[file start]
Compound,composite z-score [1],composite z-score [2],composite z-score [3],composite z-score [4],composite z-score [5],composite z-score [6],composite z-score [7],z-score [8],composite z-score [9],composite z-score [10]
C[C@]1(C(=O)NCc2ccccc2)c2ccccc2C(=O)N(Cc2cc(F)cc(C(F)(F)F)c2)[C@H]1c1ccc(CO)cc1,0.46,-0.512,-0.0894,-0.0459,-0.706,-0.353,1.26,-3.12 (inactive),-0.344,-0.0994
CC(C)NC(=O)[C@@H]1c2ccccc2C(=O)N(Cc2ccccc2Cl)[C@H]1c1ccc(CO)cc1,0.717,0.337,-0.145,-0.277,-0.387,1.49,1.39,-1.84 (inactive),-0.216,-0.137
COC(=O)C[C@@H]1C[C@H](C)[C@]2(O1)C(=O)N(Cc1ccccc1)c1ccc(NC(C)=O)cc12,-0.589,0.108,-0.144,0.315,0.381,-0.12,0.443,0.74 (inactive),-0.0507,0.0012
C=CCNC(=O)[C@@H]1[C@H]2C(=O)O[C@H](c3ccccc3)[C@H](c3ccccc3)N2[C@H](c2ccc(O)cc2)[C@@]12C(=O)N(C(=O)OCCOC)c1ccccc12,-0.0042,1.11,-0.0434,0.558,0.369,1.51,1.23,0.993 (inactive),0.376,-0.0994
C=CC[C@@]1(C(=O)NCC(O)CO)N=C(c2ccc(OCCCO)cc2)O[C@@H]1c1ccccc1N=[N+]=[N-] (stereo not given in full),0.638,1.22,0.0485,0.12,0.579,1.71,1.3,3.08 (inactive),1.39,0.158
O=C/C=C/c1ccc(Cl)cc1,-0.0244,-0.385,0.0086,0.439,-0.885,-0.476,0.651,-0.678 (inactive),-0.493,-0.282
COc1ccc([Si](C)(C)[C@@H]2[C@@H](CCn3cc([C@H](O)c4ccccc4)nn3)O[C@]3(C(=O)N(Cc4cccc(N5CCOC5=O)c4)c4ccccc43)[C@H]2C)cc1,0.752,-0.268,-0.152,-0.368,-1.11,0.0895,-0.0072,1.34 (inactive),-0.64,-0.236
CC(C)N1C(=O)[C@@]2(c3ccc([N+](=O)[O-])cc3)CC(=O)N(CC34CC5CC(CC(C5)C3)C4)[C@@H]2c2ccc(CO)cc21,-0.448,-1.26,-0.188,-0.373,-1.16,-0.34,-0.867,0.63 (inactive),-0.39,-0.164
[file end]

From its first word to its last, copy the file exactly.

Compound,composite z-score [1],composite z-score [2],composite z-score [3],composite z-score [4],composite z-score [5],composite z-score [6],composite z-score [7],z-score [8],composite z-score [9],composite z-score [10]
C[C@]1(C(=O)NCc2ccccc2)c2ccccc2C(=O)N(Cc2cc(F)cc(C(F)(F)F)c2)[C@H]1c1ccc(CO)cc1,0.46,-0.512,-0.0894,-0.0459,-0.706,-0.353,1.26,-3.12 (inactive),-0.344,-0.0994
CC(C)NC(=O)[C@@H]1c2ccccc2C(=O)N(Cc2ccccc2Cl)[C@H]1c1ccc(CO)cc1,0.717,0.337,-0.145,-0.277,-0.387,1.49,1.39,-1.84 (inactive),-0.216,-0.137
COC(=O)C[C@@H]1C[C@H](C)[C@]2(O1)C(=O)N(Cc1ccccc1)c1ccc(NC(C)=O)cc12,-0.589,0.108,-0.144,0.315,0.381,-0.12,0.443,0.74 (inactive),-0.0507,0.0012
C=CCNC(=O)[C@@H]1[C@H]2C(=O)O[C@H](c3ccccc3)[C@H](c3ccccc3)N2[C@H](c2ccc(O)cc2)[C@@]12C(=O)N(C(=O)OCCOC)c1ccccc12,-0.0042,1.11,-0.0434,0.558,0.369,1.51,1.23,0.993 (inactive),0.376,-0.0994
C=CC[C@@]1(C(=O)NCC(O)CO)N=C(c2ccc(OCCCO)cc2)O[C@@H]1c1ccccc1N=[N+]=[N-] (stereo not given in full),0.638,1.22,0.0485,0.12,0.579,1.71,1.3,3.08 (inactive),1.39,0.158
O=C/C=C/c1ccc(Cl)cc1,-0.0244,-0.385,0.0086,0.439,-0.885,-0.476,0.651,-0.678 (inactive),-0.493,-0.282
COc1ccc([Si](C)(C)[C@@H]2[C@@H](CCn3cc([C@H](O)c4ccccc4)nn3)O[C@]3(C(=O)N(Cc4cccc(N5CCOC5=O)c4)c4ccccc43)[C@H]2C)cc1,0.752,-0.268,-0.152,-0.368,-1.11,0.0895,-0.0072,1.34 (inactive),-0.64,-0.236
CC(C)N1C(=O)[C@@]2(c3ccc([N+](=O)[O-])cc3)CC(=O)N(CC34CC5CC(CC(C5)C3)C4)[C@@H]2c2ccc(CO)cc21,-0.448,-1.26,-0.188,-0.373,-1.16,-0.34,-0.867,0.63 (inactive),-0.39,-0.164